Coerced into marrying an unloving, abusive man, Francesca Sittoni must leave her home in northern Italy and relocate with her new husband to the small mining town of Hawk Point, Wyoming, in the 1920s. Life is lonely, barely tolerable, and made all the worse when her husband dies in a mine cave-in. Left with the choice of returning to her poverty-stricken family in Italy, becoming the mining director’s mistress, or making her own way, Francesca answers an advertisement for a housekeeper, omitting in her reply the facts that she is pregnant and has a 4-year-old daughter, Elena. Rancher Kent Reed is surprised when he meets his new employee and immediately plots the best way to terminate the agreement. Still, little Elena’s charm and her mother’s plight convince Kent to uphold the bargain with the understanding that Francesca will work for him for only one year. As the three of them settle into their new arrangement, close, rustic living conditions and Francesca’s and Kent’s pasts escalate misunderstandings.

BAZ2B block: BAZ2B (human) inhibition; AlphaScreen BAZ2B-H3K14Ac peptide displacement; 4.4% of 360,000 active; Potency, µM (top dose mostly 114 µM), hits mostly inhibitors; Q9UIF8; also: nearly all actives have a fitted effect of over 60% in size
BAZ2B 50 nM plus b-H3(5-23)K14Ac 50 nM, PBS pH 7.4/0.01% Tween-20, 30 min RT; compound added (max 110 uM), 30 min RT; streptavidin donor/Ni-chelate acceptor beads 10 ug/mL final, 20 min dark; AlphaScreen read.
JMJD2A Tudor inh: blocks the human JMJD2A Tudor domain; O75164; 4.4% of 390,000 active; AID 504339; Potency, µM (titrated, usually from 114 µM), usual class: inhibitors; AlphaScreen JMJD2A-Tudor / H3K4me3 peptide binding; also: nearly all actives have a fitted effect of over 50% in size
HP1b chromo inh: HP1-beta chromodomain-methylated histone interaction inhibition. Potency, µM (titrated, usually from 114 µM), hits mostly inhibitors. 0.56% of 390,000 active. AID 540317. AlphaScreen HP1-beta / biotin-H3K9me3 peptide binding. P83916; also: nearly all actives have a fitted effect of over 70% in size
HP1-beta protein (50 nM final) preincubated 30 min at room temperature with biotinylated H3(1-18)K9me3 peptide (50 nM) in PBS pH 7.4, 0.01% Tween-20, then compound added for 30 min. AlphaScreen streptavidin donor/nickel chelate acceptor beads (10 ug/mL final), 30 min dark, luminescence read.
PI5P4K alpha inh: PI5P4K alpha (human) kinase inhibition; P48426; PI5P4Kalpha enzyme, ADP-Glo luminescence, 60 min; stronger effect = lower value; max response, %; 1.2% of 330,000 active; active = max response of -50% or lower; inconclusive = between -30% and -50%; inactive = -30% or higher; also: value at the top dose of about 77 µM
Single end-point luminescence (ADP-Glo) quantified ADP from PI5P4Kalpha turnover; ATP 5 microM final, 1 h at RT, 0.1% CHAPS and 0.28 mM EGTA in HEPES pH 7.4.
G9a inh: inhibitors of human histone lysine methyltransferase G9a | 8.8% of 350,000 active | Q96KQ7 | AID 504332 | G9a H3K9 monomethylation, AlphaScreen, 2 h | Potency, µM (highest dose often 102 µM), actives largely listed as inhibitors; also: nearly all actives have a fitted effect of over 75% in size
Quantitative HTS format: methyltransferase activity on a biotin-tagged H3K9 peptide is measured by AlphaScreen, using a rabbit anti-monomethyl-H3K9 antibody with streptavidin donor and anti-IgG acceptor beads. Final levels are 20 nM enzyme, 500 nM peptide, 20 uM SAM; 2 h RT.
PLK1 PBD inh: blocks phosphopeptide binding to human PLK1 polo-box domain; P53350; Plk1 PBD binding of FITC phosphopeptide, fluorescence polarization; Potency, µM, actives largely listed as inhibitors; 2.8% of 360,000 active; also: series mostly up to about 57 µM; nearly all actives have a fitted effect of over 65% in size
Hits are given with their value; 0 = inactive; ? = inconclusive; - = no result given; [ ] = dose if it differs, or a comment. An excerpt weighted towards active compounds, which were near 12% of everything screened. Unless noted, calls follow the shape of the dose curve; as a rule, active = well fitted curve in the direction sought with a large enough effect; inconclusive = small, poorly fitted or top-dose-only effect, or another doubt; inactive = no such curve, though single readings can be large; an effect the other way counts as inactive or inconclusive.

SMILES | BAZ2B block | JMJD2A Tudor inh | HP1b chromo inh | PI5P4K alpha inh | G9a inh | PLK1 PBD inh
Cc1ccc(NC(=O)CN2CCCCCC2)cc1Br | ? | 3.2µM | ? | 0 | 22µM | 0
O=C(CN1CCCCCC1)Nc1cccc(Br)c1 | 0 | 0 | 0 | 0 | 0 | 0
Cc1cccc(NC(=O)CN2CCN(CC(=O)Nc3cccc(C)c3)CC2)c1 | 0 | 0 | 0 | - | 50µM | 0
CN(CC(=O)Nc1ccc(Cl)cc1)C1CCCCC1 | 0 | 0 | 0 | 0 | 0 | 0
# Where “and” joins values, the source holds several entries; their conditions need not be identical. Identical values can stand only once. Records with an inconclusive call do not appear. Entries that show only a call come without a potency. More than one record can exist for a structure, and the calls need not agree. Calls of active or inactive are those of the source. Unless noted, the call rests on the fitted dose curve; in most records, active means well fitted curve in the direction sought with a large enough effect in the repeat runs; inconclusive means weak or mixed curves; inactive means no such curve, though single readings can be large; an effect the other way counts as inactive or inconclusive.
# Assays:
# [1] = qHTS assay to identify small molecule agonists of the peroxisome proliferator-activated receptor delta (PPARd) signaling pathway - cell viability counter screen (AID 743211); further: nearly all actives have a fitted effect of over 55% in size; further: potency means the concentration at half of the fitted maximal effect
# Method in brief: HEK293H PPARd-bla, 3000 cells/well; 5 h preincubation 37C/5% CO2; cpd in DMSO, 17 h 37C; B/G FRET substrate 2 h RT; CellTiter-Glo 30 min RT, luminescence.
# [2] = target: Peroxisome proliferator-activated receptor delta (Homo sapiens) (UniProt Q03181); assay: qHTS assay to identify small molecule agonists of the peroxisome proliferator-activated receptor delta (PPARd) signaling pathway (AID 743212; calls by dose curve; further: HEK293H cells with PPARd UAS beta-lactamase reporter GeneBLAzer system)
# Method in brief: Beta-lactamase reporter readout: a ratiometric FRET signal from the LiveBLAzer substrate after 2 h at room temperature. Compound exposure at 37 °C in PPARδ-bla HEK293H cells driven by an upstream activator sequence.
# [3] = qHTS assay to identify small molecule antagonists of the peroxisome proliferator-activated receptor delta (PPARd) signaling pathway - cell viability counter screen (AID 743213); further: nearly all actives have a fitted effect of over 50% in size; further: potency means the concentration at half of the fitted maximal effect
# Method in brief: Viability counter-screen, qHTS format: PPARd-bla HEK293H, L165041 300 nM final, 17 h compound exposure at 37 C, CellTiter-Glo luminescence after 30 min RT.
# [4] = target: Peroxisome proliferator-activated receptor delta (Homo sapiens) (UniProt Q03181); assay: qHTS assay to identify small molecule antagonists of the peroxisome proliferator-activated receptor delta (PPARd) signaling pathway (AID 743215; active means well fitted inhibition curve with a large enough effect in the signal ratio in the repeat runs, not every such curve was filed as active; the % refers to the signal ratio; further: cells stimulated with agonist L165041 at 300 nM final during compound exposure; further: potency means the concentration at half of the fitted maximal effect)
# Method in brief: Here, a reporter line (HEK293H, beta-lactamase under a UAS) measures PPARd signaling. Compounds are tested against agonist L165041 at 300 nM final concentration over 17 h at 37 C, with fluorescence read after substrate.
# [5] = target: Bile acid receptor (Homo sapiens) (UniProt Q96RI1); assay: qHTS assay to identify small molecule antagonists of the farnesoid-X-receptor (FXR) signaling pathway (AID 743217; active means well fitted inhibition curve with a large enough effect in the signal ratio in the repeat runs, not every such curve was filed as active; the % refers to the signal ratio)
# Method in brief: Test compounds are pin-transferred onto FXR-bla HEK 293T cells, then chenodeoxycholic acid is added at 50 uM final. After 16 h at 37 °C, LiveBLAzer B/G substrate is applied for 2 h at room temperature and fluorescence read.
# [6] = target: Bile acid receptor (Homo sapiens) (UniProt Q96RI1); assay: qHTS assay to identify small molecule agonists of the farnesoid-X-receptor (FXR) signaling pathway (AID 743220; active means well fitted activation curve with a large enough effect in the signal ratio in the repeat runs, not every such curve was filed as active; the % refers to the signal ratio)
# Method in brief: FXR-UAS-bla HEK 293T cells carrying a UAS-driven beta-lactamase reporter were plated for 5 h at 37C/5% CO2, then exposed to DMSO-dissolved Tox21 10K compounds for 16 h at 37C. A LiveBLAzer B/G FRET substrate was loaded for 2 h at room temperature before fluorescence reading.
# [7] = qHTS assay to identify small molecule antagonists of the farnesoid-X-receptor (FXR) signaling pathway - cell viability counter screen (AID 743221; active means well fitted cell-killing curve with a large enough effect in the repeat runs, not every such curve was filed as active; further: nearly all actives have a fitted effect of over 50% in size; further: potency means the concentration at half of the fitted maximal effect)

Well-written in a casual, straight-forward tone, Willow Vale is a light read. I particularly enjoyed the author’s descriptions of the towns and countryside. Still, Francesca and Kent do a lot of thinking in the novel and, had the book been longer, this would have become tedious. I prefer less introspection and more action. Overall, Willow Vale is enjoyable but could have been bettered by showing more hardships of Wyoming ranch life and situations complicated by the developing relationship between Francesca and Kent.